Continuing our Introversion features this week, here’s an interview with Darwinia‘s lead developer Chris Delay. Conducted initially by myself for SFFworld.com back in 2006, just after their massive success at the Independent Games Festival, Chris was extremely generous with his time and delivered some genuinely interesting answers.
Interview: Chris Delay
Potential Gamer: Darwinia has clear influences from the likes of TRON and early computer games. While these are cult favourites, they’re hardly mainstream. What gave you the confidence and determination to follow such unusual themes and visual stylings?
Chris Delay: One of the best things about cult classics is that when people are into them, they’re REALLY into them. We know that not everyone is going to be into the game, just like not everyone thinks TRON was a groundbreaking film. We’ve tried to make a fun experience no matter what your background, but we also made the game with these hardcore cult fanatics in mind. Independent development is all about being outside of the mainstream, so it’s natural that we would take ideas and influences from outside the box and incorporate them into the game. When we first came up with the idea for Darwinia it wasn’t as much for others as it was for ourselves and our friends. We wanted a game that appeals to fans of sci-fi, gaming and the like. A big part of being a developer is believing in your project, and it doesn’t hit much closer to home with this one!
PG: Another big inspiration would seem to be Cannon Fodder, given the game mechanics as well as the Sensible Software intro. What is it about that game that made such an impact on you as developers?
CD: We knew from the start we didn’t want Darwinia to be a strategy game – we wanted it to be mostly action with some strategy thrown in. So when controlling our key units we didn’t want the player to just click on the enemy and let the fighting unfold – we wanted the player to actually have to aim and fire his weapons manually. Cannon Fodder is one of our favourite games from the Amiga days and they nailed this element perfectly – ie quick and easy control of your units in an arcade manner, so it was a natural place for us to draw inspiration from.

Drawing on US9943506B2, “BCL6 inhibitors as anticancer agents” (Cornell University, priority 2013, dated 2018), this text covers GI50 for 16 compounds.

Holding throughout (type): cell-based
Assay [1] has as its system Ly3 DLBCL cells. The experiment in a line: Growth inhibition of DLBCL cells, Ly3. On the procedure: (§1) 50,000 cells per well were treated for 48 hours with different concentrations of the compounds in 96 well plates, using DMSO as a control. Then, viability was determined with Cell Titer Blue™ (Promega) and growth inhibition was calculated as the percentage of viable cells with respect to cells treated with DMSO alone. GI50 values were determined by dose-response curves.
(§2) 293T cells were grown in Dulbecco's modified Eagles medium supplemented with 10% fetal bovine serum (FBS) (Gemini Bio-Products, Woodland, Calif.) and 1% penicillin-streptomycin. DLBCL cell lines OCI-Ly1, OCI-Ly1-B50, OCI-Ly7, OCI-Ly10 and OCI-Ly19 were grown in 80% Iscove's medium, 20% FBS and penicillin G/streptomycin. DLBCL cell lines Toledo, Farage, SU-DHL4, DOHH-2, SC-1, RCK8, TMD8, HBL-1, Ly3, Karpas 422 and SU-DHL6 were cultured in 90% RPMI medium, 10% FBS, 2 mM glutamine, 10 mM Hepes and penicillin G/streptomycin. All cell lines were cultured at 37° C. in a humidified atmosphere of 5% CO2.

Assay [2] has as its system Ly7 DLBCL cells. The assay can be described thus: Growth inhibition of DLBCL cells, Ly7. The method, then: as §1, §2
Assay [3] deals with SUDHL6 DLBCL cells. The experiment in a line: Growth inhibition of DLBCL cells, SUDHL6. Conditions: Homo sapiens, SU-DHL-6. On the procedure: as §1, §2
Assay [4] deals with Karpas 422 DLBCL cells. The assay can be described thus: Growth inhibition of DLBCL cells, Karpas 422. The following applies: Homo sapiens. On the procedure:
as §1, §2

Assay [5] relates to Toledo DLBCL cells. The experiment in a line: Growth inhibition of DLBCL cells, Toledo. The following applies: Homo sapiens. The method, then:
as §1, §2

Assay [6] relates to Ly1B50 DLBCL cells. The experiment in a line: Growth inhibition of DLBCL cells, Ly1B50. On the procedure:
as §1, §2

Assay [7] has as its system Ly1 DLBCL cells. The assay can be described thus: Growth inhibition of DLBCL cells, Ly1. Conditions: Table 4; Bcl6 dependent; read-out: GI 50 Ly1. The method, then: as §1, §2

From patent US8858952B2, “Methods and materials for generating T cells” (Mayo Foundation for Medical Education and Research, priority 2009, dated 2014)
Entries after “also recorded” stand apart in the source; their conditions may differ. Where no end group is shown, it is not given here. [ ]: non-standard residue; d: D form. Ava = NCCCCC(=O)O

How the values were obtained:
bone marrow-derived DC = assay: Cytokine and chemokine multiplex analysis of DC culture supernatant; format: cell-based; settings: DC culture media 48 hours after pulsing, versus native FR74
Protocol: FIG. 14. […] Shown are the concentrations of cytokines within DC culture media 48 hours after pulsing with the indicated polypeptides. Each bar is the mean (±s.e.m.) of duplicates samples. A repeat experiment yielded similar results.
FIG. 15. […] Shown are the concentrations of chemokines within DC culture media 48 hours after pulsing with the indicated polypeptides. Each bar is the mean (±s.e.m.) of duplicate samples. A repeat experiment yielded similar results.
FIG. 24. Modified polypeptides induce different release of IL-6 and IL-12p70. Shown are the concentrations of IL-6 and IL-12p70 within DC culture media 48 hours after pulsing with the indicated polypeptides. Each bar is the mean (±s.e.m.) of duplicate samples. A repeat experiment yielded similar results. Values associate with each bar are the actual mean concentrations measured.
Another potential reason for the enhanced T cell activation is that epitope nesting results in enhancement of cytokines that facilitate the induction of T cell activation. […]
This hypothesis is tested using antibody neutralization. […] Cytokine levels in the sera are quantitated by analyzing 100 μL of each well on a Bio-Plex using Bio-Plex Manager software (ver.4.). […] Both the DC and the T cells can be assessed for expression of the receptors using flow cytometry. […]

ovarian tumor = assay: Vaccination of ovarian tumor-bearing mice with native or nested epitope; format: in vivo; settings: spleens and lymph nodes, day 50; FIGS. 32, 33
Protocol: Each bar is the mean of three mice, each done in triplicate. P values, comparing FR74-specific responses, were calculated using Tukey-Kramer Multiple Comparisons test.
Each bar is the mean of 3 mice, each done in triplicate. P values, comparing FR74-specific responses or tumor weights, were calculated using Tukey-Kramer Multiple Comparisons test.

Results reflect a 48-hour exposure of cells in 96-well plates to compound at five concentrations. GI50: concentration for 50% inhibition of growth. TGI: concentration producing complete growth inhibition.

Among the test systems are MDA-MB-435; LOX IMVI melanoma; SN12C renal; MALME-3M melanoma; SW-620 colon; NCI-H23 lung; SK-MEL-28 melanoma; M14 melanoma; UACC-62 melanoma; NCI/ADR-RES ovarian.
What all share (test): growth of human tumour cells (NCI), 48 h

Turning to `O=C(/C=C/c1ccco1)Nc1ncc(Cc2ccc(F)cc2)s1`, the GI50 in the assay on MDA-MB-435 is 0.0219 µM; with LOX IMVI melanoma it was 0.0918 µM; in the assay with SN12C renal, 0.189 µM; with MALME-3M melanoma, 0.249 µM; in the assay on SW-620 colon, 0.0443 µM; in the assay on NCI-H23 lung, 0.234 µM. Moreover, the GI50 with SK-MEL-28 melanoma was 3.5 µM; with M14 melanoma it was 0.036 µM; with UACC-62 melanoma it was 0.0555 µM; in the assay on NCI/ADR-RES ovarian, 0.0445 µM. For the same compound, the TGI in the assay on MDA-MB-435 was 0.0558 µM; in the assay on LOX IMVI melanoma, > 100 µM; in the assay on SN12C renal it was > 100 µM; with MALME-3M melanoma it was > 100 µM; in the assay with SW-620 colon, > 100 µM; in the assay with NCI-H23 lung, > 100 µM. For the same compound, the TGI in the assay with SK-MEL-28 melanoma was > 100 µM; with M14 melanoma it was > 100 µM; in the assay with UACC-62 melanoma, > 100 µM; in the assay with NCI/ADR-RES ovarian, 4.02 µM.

PG: Some so-called gamers often dismiss Darwinia‘s visuals as being primitive, ugly or plain ‘bad’ (this seemed particularly noticeable in the Steam forums, traditionally populated by first-person shooter gamers). How do you respond to such comments?
CD: Well as we all know, not everyone is at the point where they can appreciate gameplay over graphics. To us there is a distinct nostalgia associated with the wireframe/grid-like environments of Darwinia. Growing up with early gaming influences as well as the sci-fi breakout of the 80’s has had a profound impact on us as people and thus, as developers. Darwinia isn’t meant to have the highest graphics possible that needs a $600 video card to run it with dual core processors. Darwinia is a step back into the past in many ways with a new and interesting mode of gameplay.
PG: Contrary to the aforementioned gamers’ opinions, Darwinia has some of the most distinctive and memorable visual concepts I can ever recall seeing in a game. How did the game world acquire its look and themes?
CD: Everyone pretty much had their own idea of what they wanted to do and how to do it, but the catch was that we needed an inexpensive yet captivating game. So we all sort of stepped back and thought about gaming history, how they started out as side projects or hobbies (Tetris for example). A new game modeled after an old school game could be inexpensive, fun and gave us a chance to be completely unconventional by today’s standards. Once we had our theme, going for a retro-gaming, 80’s sci-fi vibe, we started working on making it happen. Geometric shapes and designs have been a staple of video games and sci-fi digital effects since day one, so that was a perfect start. As far as most of the design we wanted to keep it as simple as possible. I love the way wireframe design and bright colors – like in TRON – come together. It makes you “feel” like you’re inside of some virtual world. The bright lights representing some sort of electric lifeline throughout the environment with the geometric patterns sprawling out like masses of circuits. If you really think about it, wireframe is the basis of most if not all digital design, so it’s sort of a peeling back the glitz and glamour to see the raw game, and it’s still beautiful! Anyone who is a fan of sci-fi or retro games knows that there is nothing in the world like a brightly lit grid to induce feelings of a virtual environment.
PG: Did you expect Darwinia fans to invest such emotion into the game and to be so protective of their Darwinians? For such a simple visual design, they seem to possess a surprising amount of character.
CD: It was great when we started hearing about people who are so genuinely concerned with the well-being of our little creations! As children of sci-fi and gaming we are used to the idea of expecting the unexpected. The magic of the Darwinians is that they are both simple, yet complex as they are ever “evolving” and learning new things. Additionally, I think it’s easy for us to look at these simple Darwinians milling about and attach a personality to them. This is another interesting aspect of the game, a sort of subconscious customization! I know when I play though the game there have been more than a few times where I’m two inches from the screen tapping the mouse in hopes of saving one of them before the virus attacks! Overall, it’s a real compliment to us as the developers to hear about people who are so genuinely interested and involved with saving the Darwinians.